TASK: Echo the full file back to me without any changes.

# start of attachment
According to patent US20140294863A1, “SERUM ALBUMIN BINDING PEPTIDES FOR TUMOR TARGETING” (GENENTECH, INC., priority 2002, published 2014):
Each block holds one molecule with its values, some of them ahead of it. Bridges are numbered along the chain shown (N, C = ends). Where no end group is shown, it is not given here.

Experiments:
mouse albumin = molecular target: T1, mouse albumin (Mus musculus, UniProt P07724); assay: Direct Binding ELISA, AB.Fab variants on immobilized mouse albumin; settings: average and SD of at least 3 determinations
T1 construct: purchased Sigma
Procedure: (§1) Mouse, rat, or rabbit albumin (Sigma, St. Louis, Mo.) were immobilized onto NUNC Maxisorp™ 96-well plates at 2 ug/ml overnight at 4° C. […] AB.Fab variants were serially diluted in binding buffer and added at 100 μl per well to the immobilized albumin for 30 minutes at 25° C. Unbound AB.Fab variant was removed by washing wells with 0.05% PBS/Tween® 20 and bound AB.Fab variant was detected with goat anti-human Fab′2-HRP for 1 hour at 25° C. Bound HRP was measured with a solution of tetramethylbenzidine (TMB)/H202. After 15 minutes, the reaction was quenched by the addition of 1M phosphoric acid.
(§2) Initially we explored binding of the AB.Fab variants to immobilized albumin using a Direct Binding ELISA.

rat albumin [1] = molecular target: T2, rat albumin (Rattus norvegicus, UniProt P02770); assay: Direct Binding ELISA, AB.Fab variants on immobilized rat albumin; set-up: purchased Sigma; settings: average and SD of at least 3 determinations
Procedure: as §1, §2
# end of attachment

According to patent US20140294863A1, “SERUM ALBUMIN BINDING PEPTIDES FOR TUMOR TARGETING” (GENENTECH, INC., priority 2002, published 2014):
Each block holds one molecule with its values, some of them ahead of it. Bridges are numbered along the chain shown (N, C = ends). Where no end group is shown, it is not given here.

Experiments:
mouse albumin = molecular target: T1, mouse albumin (Mus musculus, UniProt P07724); assay: Direct Binding ELISA, AB.Fab variants on immobilized mouse albumin; settings: average and SD of at least 3 determinations
T1 construct: purchased Sigma
Procedure: (§1) Mouse, rat, or rabbit albumin (Sigma, St. Louis, Mo.) were immobilized onto NUNC Maxisorp™ 96-well plates at 2 ug/ml overnight at 4° C. […] AB.Fab variants were serially diluted in binding buffer and added at 100 μl per well to the immobilized albumin for 30 minutes at 25° C. Unbound AB.Fab variant was removed by washing wells with 0.05% PBS/Tween® 20 and bound AB.Fab variant was detected with goat anti-human Fab′2-HRP for 1 hour at 25° C. Bound HRP was measured with a solution of tetramethylbenzidine (TMB)/H202. After 15 minutes, the reaction was quenched by the addition of 1M phosphoric acid.
(§2) Initially we explored binding of the AB.Fab variants to immobilized albumin using a Direct Binding ELISA.

rat albumin [1] = molecular target: T2, rat albumin (Rattus norvegicus, UniProt P02770); assay: Direct Binding ELISA, AB.Fab variants on immobilized rat albumin; set-up: purchased Sigma; settings: average and SD of at least 3 determinations
Procedure: as §1, §2